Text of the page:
Clinical Negligence

Hospital’s delay in diagnosis of colon cancer leaves claimant with permanent urostomy and colostomy

This case study demonstrates the expertise of our Clinical Negligence team who recently secured compensation of £140,000 when a hospital failed to follow up a missed routine colonoscopy in a patient who was at high risk of developing colon cancer.

The claimant had a strong family history of cancer with both her parents dying of carcinoma of the colon and underwent routine screening colonoscopies on a 3 yearly basis, the last one being performed in 2001. She was due to undergo a screening colonoscopy in January 2004, but this was cancelled because the consultant was not available. She was reassured that a further appointment would be arranged, but this did not happen.

The patient went on to develop violent diarrhoea, with the passage of blood. She wrote to her consultant  raising her concerns, but it was not until March 2005 when attending an appointment that colon cancer was suspected and an urgent colonoscopy was arranged. This identified a tumour and subsequent CT and MRI scans found a tumour invading the bladder and vagina. The patient underwent radical surgery removing the tumour and lymph nodes and formation of a permanent urostomy, colostomy and neo vagina followed by chemotherapy. She was left with significant scarring and developed severe pain in the abdomen, perineum and thighs as well as a para stomal hernia which required mesh repair and ongoing problems with the stoma.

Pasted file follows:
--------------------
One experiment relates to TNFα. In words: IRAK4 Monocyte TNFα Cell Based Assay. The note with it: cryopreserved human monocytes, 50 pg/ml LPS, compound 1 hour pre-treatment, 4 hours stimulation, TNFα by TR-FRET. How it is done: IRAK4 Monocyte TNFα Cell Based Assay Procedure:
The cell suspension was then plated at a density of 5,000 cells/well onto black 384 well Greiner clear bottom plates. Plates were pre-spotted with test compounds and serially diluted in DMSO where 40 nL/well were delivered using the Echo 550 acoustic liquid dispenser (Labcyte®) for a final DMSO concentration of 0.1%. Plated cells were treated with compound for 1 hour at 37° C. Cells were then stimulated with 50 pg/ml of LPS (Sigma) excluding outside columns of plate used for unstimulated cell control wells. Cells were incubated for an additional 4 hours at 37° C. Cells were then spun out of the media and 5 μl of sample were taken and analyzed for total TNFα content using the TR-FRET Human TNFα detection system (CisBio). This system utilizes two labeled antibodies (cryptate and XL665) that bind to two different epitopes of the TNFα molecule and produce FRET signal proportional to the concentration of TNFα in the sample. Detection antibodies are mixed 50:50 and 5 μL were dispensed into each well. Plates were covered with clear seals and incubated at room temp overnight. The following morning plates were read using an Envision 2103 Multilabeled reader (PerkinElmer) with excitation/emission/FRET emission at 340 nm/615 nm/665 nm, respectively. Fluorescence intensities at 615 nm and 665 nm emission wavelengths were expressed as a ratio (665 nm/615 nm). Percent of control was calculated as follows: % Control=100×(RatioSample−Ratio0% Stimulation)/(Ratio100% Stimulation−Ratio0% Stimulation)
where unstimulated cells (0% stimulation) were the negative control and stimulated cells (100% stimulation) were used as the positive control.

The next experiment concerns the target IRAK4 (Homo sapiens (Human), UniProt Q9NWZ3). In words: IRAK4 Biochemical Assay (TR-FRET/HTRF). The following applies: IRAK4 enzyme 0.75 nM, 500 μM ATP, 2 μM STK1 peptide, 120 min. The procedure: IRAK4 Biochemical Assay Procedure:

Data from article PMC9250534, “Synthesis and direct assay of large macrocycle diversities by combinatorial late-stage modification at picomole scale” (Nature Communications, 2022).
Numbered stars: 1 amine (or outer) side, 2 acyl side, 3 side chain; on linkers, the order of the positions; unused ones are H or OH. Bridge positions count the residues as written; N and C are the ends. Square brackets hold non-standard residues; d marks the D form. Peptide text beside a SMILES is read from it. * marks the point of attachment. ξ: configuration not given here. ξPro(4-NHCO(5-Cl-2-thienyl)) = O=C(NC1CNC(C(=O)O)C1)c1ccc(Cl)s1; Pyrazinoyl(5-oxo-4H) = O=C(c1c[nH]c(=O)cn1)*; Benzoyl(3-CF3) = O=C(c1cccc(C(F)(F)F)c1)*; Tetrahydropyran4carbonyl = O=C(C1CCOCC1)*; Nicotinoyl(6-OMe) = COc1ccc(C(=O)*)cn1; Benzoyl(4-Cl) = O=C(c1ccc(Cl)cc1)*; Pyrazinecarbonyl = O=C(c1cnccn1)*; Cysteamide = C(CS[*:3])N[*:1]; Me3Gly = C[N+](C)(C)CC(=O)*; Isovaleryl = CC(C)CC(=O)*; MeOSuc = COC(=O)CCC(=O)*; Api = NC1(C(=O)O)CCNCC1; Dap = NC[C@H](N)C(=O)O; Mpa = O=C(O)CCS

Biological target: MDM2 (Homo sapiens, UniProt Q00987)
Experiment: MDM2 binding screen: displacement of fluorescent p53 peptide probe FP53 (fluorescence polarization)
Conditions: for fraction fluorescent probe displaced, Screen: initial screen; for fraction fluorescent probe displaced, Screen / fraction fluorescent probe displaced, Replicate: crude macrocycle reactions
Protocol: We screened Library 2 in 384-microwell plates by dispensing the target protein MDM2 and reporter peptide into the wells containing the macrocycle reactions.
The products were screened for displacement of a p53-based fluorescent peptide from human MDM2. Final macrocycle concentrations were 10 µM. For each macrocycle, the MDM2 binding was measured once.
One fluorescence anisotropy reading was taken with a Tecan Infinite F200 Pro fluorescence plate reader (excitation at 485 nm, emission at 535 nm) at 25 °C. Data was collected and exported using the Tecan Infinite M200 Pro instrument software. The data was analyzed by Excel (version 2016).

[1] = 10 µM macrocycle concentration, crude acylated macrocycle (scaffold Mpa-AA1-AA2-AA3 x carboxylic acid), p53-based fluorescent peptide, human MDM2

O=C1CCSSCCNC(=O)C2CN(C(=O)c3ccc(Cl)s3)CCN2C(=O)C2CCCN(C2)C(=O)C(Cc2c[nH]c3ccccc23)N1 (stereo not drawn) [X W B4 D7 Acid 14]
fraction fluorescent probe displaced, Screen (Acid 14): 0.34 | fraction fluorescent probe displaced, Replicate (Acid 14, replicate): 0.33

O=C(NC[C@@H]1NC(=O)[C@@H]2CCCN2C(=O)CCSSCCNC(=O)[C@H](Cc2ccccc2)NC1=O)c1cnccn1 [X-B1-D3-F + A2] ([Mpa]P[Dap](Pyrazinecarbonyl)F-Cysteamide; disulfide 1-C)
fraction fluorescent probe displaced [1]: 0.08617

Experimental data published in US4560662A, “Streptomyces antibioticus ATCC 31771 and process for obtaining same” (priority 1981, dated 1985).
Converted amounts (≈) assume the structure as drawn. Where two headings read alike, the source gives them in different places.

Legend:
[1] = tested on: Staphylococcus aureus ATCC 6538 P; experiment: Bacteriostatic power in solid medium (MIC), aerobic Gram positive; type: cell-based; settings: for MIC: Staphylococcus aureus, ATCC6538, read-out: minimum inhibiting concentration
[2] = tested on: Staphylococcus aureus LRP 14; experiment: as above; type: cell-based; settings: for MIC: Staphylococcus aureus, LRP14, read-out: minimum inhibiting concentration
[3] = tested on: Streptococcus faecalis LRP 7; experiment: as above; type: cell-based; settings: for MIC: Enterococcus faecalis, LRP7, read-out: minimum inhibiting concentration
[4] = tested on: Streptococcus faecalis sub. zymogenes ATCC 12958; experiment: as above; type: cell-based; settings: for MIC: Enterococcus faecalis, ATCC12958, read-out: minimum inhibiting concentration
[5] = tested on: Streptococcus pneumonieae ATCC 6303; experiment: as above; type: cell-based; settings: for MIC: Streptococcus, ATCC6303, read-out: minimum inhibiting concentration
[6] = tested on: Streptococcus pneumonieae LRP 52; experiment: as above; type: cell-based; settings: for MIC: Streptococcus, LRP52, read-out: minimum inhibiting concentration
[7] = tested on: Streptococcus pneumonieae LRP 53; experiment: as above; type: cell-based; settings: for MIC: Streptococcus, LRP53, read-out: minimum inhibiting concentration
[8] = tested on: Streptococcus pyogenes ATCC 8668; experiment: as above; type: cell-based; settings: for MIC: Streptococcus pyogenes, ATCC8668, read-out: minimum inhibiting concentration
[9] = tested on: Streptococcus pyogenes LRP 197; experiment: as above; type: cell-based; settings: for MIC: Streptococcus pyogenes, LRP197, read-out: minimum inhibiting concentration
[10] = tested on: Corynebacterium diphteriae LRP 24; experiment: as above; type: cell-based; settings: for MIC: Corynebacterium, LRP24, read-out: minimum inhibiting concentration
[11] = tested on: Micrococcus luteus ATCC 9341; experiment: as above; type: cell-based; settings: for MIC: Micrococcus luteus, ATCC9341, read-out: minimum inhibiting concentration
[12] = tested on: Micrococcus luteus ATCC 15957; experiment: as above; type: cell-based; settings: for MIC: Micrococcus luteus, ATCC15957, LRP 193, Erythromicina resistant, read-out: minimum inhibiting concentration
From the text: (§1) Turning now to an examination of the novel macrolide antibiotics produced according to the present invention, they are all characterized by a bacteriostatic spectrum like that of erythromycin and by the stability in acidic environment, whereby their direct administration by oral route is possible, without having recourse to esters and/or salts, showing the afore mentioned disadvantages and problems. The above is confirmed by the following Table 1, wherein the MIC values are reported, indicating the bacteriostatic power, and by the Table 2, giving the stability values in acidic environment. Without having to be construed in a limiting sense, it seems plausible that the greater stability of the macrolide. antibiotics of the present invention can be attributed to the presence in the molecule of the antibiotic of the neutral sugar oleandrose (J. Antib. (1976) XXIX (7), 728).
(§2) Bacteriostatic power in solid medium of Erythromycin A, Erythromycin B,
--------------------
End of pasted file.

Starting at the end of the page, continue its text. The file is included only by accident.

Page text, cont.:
Various experts were instructed including experts in general surgery and cancer. They confirmed that a colonoscopy should have been rescheduled within seven weeks and that had this been performed, the tumour would have been easily diagnosed and would not have infiltrated the vagina, bladder or lymph nodes.

Proceedings were served and the defence, whilst admitting that the colonoscopy should have been rescheduled within seven weeks of the aborted procedure, argued that the patient would have required the same surgery and post operative treatment and suffered the same post operative complications.

The case was complicated by the patient’s medical history involving a hysterectomy and neck injuries following a road traffic accident, both of which occurred prior to her developing cancer and had prevented her from returning to work and restricted her daily activities. A settlement was reached shortly after a case management conference. Compensation for injuries under the current legal system is not generous, but it is hoped that the settlement obtained will provide some means towards improving her lifestyle.

Read more about our experience in cases involving cancer.

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